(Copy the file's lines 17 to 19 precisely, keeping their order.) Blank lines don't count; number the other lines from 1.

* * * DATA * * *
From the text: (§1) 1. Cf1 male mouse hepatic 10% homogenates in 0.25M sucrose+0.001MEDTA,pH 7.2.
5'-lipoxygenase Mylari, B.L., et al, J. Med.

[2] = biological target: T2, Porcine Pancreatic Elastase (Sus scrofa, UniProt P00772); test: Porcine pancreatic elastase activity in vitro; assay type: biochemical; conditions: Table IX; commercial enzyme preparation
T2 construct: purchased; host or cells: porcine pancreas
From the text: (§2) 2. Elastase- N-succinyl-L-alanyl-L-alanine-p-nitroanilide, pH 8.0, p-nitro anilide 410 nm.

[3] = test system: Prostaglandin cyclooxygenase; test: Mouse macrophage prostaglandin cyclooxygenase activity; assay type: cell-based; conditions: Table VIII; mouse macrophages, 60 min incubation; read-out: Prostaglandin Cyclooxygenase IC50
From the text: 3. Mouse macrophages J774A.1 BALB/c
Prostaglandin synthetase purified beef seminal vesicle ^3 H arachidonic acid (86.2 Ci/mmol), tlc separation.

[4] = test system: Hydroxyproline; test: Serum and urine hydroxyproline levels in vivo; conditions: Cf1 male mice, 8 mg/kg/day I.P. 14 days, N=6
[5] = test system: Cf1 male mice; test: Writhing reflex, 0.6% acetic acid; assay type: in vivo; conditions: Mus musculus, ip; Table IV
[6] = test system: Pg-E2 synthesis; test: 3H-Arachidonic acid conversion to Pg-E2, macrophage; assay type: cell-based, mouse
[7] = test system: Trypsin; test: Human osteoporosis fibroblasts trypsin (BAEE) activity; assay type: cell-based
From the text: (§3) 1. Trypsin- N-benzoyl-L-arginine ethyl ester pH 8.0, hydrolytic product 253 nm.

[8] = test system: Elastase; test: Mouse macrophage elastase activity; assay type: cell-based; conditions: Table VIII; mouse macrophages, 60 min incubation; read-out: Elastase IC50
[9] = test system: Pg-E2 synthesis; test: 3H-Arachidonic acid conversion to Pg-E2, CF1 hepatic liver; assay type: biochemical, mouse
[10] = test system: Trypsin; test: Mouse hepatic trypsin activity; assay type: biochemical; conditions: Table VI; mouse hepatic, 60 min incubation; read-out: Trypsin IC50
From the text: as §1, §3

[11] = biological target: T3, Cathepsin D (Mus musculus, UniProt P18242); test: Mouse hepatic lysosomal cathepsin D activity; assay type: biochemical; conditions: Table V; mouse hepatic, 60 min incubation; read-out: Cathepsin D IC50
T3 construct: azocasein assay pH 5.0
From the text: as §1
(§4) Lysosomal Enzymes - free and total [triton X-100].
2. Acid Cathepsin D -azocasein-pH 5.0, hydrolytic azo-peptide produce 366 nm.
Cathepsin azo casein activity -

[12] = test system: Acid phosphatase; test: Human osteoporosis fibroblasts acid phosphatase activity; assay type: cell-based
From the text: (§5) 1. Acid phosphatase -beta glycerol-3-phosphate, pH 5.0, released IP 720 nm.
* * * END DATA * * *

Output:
From the text: as §1, §3

[11] = biological target: T3, Cathepsin D (Mus musculus, UniProt P18242); test: Mouse hepatic lysosomal cathepsin D activity; assay type: biochemical; conditions: Table V; mouse hepatic, 60 min incubation; read-out: Cathepsin D IC50
T3 construct: azocasein assay pH 5.0